One hurdle of Varnish Cache is that it is designed to accelerate HTTP, not the secure HTTPS protocol.
As more and more websites are moving all of their pages to HTTPS for better protection against attacks, this has become something many Varnish Cache users have to work around. To enforce HTTPS with Varnish Cache you will need to put an SSL/TLS terminator in front of Varnish Cache to convert HTTPS to HTTP.
One way to do this is by using Nginx as the SSL/TLS terminator. Nginx is another reverse proxy that is sometimes used to cache content, but Varnish Cache is much faster. Because Nginx allows for HTTPS traffic, you can install Nginx in front of Varnish Cache to perform the HTTPS to HTTP conversion. You should also install Nginx behind Varnish Cache to fetch content from your origin over HTTPS.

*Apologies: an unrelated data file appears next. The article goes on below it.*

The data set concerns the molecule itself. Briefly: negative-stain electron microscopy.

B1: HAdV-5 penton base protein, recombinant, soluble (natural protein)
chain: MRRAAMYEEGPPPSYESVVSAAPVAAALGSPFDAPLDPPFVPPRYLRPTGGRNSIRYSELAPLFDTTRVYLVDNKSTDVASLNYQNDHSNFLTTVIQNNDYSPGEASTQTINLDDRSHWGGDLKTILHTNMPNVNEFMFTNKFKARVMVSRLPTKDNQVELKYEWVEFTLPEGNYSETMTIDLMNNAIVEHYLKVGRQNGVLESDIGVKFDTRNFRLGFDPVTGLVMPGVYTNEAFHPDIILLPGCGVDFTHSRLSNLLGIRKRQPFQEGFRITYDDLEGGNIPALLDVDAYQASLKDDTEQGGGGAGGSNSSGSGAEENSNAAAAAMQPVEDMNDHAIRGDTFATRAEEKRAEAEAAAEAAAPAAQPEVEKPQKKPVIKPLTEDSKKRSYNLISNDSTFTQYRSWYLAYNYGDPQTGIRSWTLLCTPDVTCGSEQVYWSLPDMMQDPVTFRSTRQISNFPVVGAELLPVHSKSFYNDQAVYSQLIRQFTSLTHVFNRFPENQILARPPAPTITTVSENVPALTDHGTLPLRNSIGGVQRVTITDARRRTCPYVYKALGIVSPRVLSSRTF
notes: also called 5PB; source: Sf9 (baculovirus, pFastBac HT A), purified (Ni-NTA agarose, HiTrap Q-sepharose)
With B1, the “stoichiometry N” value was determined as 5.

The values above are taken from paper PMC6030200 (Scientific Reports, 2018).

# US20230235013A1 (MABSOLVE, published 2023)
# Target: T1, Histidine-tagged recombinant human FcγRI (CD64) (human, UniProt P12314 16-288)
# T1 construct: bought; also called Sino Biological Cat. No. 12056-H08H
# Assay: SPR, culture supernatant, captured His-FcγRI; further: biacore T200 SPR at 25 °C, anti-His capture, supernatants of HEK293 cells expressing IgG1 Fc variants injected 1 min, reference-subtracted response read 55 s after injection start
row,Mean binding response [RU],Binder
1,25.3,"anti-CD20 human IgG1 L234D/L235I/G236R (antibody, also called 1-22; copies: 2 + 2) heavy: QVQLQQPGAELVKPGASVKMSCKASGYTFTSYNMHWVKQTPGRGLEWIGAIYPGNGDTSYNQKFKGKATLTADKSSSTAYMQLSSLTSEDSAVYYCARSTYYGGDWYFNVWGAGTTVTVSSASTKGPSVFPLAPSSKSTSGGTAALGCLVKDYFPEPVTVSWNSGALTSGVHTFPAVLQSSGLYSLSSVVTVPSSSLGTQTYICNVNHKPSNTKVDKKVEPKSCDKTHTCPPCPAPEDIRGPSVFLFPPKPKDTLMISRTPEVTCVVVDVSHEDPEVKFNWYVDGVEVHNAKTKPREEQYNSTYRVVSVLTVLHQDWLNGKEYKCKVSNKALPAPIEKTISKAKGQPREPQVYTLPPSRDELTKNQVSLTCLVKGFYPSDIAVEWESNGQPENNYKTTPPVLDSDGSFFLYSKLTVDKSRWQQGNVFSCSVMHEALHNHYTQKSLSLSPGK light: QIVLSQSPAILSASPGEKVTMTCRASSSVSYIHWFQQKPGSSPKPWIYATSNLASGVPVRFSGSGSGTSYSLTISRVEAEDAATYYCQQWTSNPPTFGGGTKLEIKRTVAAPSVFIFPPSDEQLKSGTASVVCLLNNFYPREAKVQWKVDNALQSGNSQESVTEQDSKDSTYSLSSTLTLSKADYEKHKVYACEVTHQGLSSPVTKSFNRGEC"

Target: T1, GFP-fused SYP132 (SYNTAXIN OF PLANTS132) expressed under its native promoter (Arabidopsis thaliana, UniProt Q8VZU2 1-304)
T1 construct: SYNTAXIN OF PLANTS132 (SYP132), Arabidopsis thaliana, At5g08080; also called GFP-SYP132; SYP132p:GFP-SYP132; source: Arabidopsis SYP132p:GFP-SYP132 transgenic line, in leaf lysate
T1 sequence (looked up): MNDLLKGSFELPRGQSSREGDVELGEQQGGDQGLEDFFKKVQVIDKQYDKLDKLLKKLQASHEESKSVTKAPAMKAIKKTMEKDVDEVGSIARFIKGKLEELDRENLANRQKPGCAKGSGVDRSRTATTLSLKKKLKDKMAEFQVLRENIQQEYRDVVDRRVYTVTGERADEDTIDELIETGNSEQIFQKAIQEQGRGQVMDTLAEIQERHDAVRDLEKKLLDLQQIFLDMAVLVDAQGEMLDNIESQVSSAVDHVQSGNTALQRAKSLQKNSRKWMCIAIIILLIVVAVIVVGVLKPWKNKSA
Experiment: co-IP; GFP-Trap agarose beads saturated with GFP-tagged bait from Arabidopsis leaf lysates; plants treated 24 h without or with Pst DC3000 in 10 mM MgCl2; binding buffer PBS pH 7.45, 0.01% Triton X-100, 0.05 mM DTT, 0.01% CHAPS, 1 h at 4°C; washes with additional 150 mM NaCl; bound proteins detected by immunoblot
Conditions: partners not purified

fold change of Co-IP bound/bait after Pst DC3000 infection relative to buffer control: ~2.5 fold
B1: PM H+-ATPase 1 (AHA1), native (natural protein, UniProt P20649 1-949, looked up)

In the picture above, the TLS/SSL terminator (such as Nginx) is sitting both in front of Varnish Cache to intercept HTTPS traffic before it gets to Varnish Cache, and behind Varnish Cache so that requests are converted back to HTTPS before going to your origin. As shown by steps 7 and 8, if Varnish Cache already has an item or full page in its cache it will serve the content directly through the first Nginx instance and will not need to request via HTTPS back to the origin.
For detailed instructions on setting up Varnish Cache with HTTPS read this handy Digital Ocean tutorial.
If you are deploying Varnish Cache via a paid service or content delivery solution they may be able to handle this for you.
Section provides free SSL/TLS certificates for users and handles the SSL/TLS termination so users do not need to configure it separately.
Please contact us if you would like to know more about Section and how we provide full automated TLS/SSL for our users.